Tactile books have been around for a long time. They’re fantastic objects for introducing the magical world of books to very young children who are blind or visually impaired. You can read about the Tactile Book Advancement Group here, and about how to make fabric tactile books here. You can also find out more here about Vision Australia’s Feelix Library. It’s a great Braille book library for children who are blind or have low vision.
(Members of Aboriginal and Torres Strait Islander communities are respectfully advised that a person in a photograph in this post has passed away.)
Researching online can be a bit like taking off on a magic carpet ride.
There’s that sense of wonder at clicking on a website and easily navigating your way to a masterpiece. You can zoom in on the details of brushstrokes, handwriting, gesture. You get to see works that you may never see otherwise.
More prosaically, it certainly helps me to look at artworks closely when I’m editing a text describing them!
Do you ever get used to visiting a digitised treasure chest? I still feel like a genie’s spread the wishes of the world before me: a wealth of treasures … famed works at my fingertips … the power of creativity, right there on screen …
Last week I was in an inner-city cafe, gathering my thoughts before an important meeting. Without thinking, I did what I always do to calm down. I quietly began studying everyone and everything else around me.
There were the guys behind the counter; the people lining up for coffee; local office-workers at other tables, having meetings over laptops; two young men hovering around out the front, smoking quick ciggies; the hints of traffic movement and light in the busy street outside.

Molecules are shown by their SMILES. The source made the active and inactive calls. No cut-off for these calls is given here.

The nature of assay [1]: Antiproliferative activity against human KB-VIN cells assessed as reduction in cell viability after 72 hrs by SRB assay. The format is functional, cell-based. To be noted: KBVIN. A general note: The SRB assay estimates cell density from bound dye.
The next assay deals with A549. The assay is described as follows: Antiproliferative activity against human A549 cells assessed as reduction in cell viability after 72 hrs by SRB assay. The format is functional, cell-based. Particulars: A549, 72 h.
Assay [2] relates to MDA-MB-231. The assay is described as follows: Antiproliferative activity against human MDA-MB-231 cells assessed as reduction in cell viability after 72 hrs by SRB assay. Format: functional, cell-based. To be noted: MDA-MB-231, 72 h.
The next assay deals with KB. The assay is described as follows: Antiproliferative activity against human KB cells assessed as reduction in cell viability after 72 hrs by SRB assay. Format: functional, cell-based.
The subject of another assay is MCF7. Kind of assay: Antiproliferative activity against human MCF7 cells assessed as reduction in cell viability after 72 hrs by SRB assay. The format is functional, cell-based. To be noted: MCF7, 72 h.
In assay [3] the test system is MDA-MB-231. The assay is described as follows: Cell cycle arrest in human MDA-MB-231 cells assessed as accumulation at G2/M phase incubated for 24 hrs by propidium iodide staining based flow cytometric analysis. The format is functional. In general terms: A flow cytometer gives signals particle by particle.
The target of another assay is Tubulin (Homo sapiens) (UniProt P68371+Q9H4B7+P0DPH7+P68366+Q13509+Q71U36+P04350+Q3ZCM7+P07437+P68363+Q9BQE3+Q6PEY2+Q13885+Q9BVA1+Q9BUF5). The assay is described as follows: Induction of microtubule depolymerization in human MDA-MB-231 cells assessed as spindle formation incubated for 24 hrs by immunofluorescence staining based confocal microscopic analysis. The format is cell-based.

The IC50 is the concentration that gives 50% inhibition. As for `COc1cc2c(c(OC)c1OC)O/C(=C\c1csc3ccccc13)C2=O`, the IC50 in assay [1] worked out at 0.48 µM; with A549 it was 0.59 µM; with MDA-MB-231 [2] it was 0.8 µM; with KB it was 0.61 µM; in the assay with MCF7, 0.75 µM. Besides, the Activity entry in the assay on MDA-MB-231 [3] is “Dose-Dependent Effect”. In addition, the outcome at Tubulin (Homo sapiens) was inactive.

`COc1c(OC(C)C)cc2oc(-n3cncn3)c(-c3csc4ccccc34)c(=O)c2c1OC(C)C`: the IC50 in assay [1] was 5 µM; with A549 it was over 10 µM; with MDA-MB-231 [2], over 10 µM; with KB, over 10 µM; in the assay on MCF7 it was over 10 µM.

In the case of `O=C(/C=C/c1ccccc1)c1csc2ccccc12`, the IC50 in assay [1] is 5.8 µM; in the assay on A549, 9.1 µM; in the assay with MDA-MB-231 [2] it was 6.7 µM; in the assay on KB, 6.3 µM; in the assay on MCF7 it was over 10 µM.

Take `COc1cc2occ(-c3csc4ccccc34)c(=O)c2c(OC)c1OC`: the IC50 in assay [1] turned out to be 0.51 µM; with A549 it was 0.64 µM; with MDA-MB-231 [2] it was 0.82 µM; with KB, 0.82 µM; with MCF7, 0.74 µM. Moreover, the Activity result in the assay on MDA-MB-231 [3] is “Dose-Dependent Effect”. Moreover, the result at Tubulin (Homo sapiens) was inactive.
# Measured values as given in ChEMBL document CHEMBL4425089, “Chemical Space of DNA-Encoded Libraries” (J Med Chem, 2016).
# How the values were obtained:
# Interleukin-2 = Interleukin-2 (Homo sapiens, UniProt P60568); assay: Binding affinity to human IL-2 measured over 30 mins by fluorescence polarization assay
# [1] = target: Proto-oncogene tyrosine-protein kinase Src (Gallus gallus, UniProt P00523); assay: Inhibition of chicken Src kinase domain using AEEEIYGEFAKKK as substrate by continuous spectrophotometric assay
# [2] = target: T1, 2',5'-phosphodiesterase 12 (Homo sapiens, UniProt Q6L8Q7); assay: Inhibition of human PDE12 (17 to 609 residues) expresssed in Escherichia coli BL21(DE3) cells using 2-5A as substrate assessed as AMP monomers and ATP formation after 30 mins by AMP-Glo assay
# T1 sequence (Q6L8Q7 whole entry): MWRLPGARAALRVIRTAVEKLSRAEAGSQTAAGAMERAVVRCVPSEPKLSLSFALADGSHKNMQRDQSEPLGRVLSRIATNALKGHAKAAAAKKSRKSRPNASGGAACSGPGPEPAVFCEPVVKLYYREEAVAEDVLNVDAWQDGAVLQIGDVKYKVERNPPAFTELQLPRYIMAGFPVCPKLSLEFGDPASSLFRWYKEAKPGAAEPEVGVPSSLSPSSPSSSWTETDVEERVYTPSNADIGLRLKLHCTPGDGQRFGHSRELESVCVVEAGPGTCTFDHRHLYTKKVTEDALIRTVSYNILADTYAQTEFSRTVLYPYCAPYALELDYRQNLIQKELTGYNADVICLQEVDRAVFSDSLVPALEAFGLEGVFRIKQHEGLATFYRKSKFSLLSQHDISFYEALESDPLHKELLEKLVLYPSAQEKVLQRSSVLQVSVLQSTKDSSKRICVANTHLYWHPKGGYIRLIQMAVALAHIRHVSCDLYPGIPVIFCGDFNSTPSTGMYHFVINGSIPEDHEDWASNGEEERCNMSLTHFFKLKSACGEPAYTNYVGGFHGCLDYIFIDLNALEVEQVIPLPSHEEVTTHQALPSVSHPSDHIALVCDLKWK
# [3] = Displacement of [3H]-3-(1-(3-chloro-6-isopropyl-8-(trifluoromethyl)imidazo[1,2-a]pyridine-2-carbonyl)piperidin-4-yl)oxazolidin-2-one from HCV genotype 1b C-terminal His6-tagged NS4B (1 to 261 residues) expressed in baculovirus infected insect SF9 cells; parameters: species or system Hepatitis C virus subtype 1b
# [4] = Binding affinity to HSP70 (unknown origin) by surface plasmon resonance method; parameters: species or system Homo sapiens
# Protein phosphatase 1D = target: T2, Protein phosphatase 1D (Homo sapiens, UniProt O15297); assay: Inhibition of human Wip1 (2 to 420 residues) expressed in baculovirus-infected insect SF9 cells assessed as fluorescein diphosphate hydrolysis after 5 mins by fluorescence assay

It was a small, noisy place. My eyes lingered on the delicious food on display. But what really stood out was the wall beside me.
It’d been completely covered with wallpaper depicting trompe-l’oeil shelves filled with old-style hard-back books, from floor to high ceiling. Continue reading →
Thousands of children (and more than a few adults) have looked at the Mitchell Library with awe: what is that place, alive with the vistas, whispers and magic of books? It’s the library that all libraries lead to, in New South Wales.
So it seems entirely appropriate that the person who grew up to become an emeritus curator at the State Library of New South Wales found his passion for books as a nine-year-old in his local suburban library. Continue reading →
Paul is well known for his talks. He has a natural gift for telling history so vividly that the characters seem to burst free from their letters and journals, suddenly alive in the room, brushing page, ink and the ages from their clothes.
‘I’m flattered and honoured when people comment on it,’ he says, ‘but I’m not conscious of doing it.
‘My parents influenced me in my love of history. They seemed to know a lot when not a lot of Australian history was really known.